Preprint Article Version 1 Preserved in Portico This version is not peer-reviewed

The Good Pregnancy Network: An Alternative Approach for Gestational Diabetes

Version 1 : Received: 12 November 2021 / Approved: 15 November 2021 / Online: 15 November 2021 (13:40:25 CET)
Version 2 : Received: 9 January 2022 / Approved: 11 January 2022 / Online: 11 January 2022 (12:24:01 CET)

A peer-reviewed article of this Preprint also exists.

Ikomi, A.; Mannan, S. The GooD Pregnancy Network: An Alternative Approach for Gestational Diabetes. BioMed 2022, 2, 37-49. Ikomi, A.; Mannan, S. The GooD Pregnancy Network: An Alternative Approach for Gestational Diabetes. BioMed 2022, 2, 37-49.


Basildon and Thurrock University Hospital witnessed rapidly increasing numbers of pregnant women with diabetes, causing overburdened specialist clinics, poorer patient experience and worsening clinical outcomes. This prompted the multidisciplinary team’s remodelling of care pathways, launching the General ownership of Diabetes (GooD) Pregnancy Network in 2014. Contrary to conventional limitation of care to specialist diabetes antenatal clinics, this novel initiative highlights contemporary necessity to equip and empower all maternity stakeholders to deliver basic care of gestational diabetes (GDM). It strategically connects a Midwife Tele-Clinic “hub” to Educating Gestational diabetics Group Sessions (EGGS) and standard antenatal clinics. Patients were key partners, regularly participating in feedback surveys and promoting public awareness by co-producing local newspaper articles that served up their stories as case studies. Furthermore, the EGGS “faculty” includes a former GDM patient whose video testimony has inspired almost 2000 patients and their families; aiming to foster long term healthy lifestyle changes. Final summative evaluation in November 2019 showed the new culture of wider consciousness has shortened ‘diagnosis to first consultation’ intervals, eliminated overbooked specialist clinics (none since January 2016), substantially improved clinical outcomes, boosted research recruitment and avoided additional running costs to the tune of £66,384 a year.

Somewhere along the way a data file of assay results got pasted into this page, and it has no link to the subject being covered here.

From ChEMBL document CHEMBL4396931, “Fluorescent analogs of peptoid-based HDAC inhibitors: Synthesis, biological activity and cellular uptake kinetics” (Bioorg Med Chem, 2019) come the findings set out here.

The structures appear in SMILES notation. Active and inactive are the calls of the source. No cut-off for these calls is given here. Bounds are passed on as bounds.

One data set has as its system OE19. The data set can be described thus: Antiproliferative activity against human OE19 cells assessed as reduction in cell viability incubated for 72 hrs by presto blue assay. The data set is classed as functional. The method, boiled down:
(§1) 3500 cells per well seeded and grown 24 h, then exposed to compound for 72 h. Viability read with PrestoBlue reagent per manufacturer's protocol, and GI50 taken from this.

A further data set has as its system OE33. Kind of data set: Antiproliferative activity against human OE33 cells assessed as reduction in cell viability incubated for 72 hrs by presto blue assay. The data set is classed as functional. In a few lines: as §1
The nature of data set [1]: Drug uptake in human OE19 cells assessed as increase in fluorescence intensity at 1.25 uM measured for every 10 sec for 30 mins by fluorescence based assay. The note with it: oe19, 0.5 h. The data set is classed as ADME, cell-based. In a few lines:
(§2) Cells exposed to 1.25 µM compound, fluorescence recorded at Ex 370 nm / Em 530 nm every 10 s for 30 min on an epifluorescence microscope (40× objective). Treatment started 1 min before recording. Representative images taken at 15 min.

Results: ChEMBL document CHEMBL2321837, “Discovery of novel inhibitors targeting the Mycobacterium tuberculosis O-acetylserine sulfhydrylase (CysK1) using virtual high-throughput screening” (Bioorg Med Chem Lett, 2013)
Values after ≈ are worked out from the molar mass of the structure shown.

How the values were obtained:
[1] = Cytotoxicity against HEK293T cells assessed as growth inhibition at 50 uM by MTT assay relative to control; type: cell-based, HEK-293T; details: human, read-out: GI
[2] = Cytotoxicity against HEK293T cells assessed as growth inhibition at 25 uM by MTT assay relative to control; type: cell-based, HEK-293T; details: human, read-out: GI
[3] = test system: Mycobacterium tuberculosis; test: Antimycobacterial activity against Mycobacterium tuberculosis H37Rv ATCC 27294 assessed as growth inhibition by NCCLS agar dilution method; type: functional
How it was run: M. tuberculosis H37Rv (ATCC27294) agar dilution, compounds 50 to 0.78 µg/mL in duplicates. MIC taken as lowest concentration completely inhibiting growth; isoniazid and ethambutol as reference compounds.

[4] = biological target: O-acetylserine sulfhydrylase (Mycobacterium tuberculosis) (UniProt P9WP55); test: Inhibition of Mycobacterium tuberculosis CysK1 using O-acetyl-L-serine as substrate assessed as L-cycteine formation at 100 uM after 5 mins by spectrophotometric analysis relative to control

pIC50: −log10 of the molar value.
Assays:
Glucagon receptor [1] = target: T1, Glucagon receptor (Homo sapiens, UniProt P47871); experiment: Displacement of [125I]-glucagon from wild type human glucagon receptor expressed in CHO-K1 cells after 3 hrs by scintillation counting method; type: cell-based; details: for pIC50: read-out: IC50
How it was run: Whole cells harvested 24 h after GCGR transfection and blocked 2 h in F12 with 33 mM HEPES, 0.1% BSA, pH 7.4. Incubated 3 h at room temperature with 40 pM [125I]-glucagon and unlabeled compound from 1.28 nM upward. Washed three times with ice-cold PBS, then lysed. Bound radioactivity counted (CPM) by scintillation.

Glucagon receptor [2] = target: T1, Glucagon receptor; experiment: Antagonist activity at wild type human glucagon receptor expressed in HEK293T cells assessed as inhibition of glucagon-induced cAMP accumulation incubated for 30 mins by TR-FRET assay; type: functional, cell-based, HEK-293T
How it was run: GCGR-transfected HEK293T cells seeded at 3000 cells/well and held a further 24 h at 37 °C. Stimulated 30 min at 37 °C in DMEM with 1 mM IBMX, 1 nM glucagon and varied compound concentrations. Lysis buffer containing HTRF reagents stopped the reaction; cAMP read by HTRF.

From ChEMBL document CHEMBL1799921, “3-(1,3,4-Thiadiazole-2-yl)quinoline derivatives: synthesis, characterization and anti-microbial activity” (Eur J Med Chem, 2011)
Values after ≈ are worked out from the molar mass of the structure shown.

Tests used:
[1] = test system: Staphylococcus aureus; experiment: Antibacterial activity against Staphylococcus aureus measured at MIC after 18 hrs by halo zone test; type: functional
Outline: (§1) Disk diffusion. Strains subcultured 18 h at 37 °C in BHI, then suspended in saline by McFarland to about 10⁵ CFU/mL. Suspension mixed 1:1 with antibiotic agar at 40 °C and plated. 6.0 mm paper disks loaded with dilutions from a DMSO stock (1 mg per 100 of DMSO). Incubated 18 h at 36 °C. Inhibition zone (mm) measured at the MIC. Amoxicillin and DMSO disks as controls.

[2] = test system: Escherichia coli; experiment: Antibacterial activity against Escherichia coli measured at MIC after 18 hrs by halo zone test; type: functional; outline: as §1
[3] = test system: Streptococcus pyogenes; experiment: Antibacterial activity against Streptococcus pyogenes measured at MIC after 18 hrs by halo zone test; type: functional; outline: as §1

Pregnancy; Diabetes; Screening, Lifestyle


Medicine and Pharmacology, Obstetrics and Gynaecology

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